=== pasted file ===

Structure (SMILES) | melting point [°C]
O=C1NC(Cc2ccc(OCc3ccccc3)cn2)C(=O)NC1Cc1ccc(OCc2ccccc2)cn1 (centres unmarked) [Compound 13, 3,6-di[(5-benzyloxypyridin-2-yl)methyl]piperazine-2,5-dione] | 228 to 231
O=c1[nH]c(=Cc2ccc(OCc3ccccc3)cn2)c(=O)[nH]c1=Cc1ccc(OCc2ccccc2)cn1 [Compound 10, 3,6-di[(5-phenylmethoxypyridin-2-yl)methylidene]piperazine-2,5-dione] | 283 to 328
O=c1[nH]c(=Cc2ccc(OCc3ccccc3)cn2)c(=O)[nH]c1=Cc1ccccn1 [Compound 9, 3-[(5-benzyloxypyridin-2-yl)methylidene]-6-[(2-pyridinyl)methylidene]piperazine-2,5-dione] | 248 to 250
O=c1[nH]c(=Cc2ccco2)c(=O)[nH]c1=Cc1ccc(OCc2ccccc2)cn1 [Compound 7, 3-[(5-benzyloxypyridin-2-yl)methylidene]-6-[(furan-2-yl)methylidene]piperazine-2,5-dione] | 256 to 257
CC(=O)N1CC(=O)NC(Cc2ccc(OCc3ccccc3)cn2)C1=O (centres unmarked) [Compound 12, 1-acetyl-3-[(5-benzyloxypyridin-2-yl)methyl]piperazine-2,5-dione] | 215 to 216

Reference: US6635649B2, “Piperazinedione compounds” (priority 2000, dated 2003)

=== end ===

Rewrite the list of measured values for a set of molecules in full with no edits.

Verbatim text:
Structure (SMILES) | melting point [°C]
O=C1NC(Cc2ccc(OCc3ccccc3)cn2)C(=O)NC1Cc1ccc(OCc2ccccc2)cn1 (centres unmarked) [Compound 13, 3,6-di[(5-benzyloxypyridin-2-yl)methyl]piperazine-2,5-dione] | 228 to 231
O=c1[nH]c(=Cc2ccc(OCc3ccccc3)cn2)c(=O)[nH]c1=Cc1ccc(OCc2ccccc2)cn1 [Compound 10, 3,6-di[(5-phenylmethoxypyridin-2-yl)methylidene]piperazine-2,5-dione] | 283 to 328
O=c1[nH]c(=Cc2ccc(OCc3ccccc3)cn2)c(=O)[nH]c1=Cc1ccccn1 [Compound 9, 3-[(5-benzyloxypyridin-2-yl)methylidene]-6-[(2-pyridinyl)methylidene]piperazine-2,5-dione] | 248 to 250
O=c1[nH]c(=Cc2ccco2)c(=O)[nH]c1=Cc1ccc(OCc2ccccc2)cn1 [Compound 7, 3-[(5-benzyloxypyridin-2-yl)methylidene]-6-[(furan-2-yl)methylidene]piperazine-2,5-dione] | 256 to 257
CC(=O)N1CC(=O)NC(Cc2ccc(OCc3ccccc3)cn2)C1=O (centres unmarked) [Compound 12, 1-acetyl-3-[(5-benzyloxypyridin-2-yl)methyl]piperazine-2,5-dione] | 215 to 216

Reference: US6635649B2, “Piperazinedione compounds” (priority 2000, dated 2003)